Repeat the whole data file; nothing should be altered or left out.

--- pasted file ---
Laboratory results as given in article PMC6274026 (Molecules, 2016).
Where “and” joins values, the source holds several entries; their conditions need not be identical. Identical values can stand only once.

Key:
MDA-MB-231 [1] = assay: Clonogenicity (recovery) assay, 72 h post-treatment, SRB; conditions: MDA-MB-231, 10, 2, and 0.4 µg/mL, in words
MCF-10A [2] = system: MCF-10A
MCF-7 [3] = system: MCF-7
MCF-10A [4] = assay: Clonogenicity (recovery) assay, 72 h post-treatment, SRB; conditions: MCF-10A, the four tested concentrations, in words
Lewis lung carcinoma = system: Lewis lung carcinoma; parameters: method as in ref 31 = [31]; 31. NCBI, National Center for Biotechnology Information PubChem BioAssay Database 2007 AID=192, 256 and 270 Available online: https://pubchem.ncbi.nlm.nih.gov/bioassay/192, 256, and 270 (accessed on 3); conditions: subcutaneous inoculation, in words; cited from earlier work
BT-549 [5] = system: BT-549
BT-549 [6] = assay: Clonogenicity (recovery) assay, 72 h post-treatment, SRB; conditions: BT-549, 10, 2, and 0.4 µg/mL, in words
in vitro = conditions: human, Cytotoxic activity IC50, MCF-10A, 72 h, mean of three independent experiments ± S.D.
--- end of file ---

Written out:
Laboratory results as given in article PMC6274026 (Molecules, 2016).
Where “and” joins values, the source holds several entries; their conditions need not be identical. Identical values can stand only once.

Key:
MDA-MB-231 [1] = assay: Clonogenicity (recovery) assay, 72 h post-treatment, SRB; conditions: MDA-MB-231, 10, 2, and 0.4 µg/mL, in words
MCF-10A [2] = system: MCF-10A
MCF-7 [3] = system: MCF-7
MCF-10A [4] = assay: Clonogenicity (recovery) assay, 72 h post-treatment, SRB; conditions: MCF-10A, the four tested concentrations, in words
Lewis lung carcinoma = system: Lewis lung carcinoma; parameters: method as in ref 31 = [31]; 31. NCBI, National Center for Biotechnology Information PubChem BioAssay Database 2007 AID=192, 256 and 270 Available online: https://pubchem.ncbi.nlm.nih.gov/bioassay/192, 256, and 270 (accessed on 3); conditions: subcutaneous inoculation, in words; cited from earlier work
BT-549 [5] = system: BT-549
BT-549 [6] = assay: Clonogenicity (recovery) assay, 72 h post-treatment, SRB; conditions: BT-549, 10, 2, and 0.4 µg/mL, in words
in vitro = conditions: human, Cytotoxic activity IC50, MCF-10A, 72 h, mean of three independent experiments ± S.D.